Day shapes are mast head signals visually indicating the status of a vessel to other vessels on navigable waters during daylight hours whether making-way, anchored, or aground. These signals consist of a set of simple geometric shapes—ball, cylinder, cone, and diamond—that are displayed, hung from a mast, in a prescribed manner to indicate a vessel's operational status; some of these signals may be somewhat involved.[1] The meanings of the shapes are defined by the International Regulations for Preventing Collisions at Sea (ColRegs).

Day shapes from ColRegs

Day shapes are black in color and their sizes are determined by the ColRegs; for example, the size of the ball is not less than 0.6 metres (2.0 ft). The vertical distance between shapes is at least 1.5 metres (4.9 ft). Vessels of less than 20 metres (66 ft) length may use shapes of smaller size commensurate with the size of the vessel.[2] Day shapes of standard and reduced sizes are both commercially available. Day shapes are commonly constructed from a light weight frame covered with fabric and are designed to be collapsible for ease of storage.

A US Navy seaman lowers day shapes "ball, diamond, ball", signaling the end of restricted maneuvering

Day shapes are designed to correspond to the various navigation lights required to be shown at night, and are required to be complied with by day from sunrise to sunset. The appropriate lights may also be displayed during the day at times of restricted visibility or other necessary circumstances.[3] Vessels under 7 meters are generally not required to display day shapes even if they are required to display lights at night.[4]

A square black flag displayed over the ball may be used as a distress signal.[5]

Some of the most common signals are as follows:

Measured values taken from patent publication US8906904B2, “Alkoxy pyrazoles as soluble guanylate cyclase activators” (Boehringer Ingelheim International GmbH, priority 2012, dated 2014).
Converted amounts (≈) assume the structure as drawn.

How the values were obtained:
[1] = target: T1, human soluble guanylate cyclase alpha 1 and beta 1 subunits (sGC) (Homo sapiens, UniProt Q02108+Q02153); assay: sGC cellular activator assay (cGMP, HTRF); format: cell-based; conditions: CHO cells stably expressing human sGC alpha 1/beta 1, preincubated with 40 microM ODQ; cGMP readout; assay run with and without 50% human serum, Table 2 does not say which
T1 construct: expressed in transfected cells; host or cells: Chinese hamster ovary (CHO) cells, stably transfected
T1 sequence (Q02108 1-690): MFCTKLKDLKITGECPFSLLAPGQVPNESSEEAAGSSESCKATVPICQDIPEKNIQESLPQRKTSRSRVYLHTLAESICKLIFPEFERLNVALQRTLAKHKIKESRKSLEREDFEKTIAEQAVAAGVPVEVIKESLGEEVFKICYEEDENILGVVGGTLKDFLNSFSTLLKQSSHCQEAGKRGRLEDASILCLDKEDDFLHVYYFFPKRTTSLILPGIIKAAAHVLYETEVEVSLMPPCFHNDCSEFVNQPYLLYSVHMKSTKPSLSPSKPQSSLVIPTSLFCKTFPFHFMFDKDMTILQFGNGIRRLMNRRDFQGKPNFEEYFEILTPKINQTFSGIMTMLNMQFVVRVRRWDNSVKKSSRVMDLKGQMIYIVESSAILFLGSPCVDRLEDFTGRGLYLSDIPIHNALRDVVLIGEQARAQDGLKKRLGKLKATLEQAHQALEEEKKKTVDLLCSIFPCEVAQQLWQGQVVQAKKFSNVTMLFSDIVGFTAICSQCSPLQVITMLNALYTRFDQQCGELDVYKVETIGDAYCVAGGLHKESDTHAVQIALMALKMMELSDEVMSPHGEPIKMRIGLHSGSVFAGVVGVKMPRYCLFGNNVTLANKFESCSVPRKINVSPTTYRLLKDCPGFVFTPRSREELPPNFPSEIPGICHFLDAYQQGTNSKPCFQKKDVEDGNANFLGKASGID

Navigation status Day shape Restriction
Vessel under sail and power Cone > 12 m
Anchored Ball > 7 m (not in channel) > 20 m (in anchorage)
Constrained by draft Cylinder
Aground 3 balls (vert. line) > 12 m
Not under command 2 balls (vert. line) > 12 m
Restricted in ability to maneuver 1 ball, 1 diamond, 1 ball > 12 m (except dive boats)
Fishing (commercial) 2 cones (vert. line) > 20 m (but must display (nets or trawling) basket shape)
Vessel towing Diamond Tow > 200 m
Vessel being towed Diamond Tow > 200 m
Minesweeping 3 balls Naval

See alsoEdit

ReferencesEdit

  1. ^ Commandant US Coast Guard (25 March 1999). Navigation Rules: International and Inland (PDF) (COMDTINST 16672.2D ed.). PART C—LIGHTS AND SHAPES: US Department of Transportation, US Coast Guard. pp. 38–113. Retrieved 15 July 2019.
  2. ^ Commandant US Coast Guard (25 March 1999). Navigation Rules: International and Inland (PDF) (COMDTINST M16672.2D ed.). ANNEX I—POSITIONING AND TECHNICAL DETAILS OF LIGHTS AND SHAPES: US Department of Transportation: US Coast Guard. p. 141. Retrieved 15 July 2019.
  3. ^ Commandant US Coast Guard (25 March 1999). Navigation Rules: International and Inland (PDF) (COMDTINST M16672.2D ed.). PART C—LIGHTS AND SHAPES: US Department of Transportation: US Coast Guard. p. 38. Retrieved 15 July 2019.
  4. ^ Commandant US Coast Guard (25 March 1999). Navigation Rules: International and Inland (PDF) (COMDTINST M16672.2D ed.). PART C—LIGHTS AND SHAPES: US Department of Transportation: US Coast Guard. p. 110. Retrieved 15 July 2019.
  5. ^ Commandant US Coast Guard (25 March 1999). Navigation Rules: International and Inland (PDF) (COMDTINST M16672.2D ed.). PART C—LIGHTS AND SHAPES: US Department of Transportation: US Coast Guard. p. 126. Retrieved 15 July 2019.

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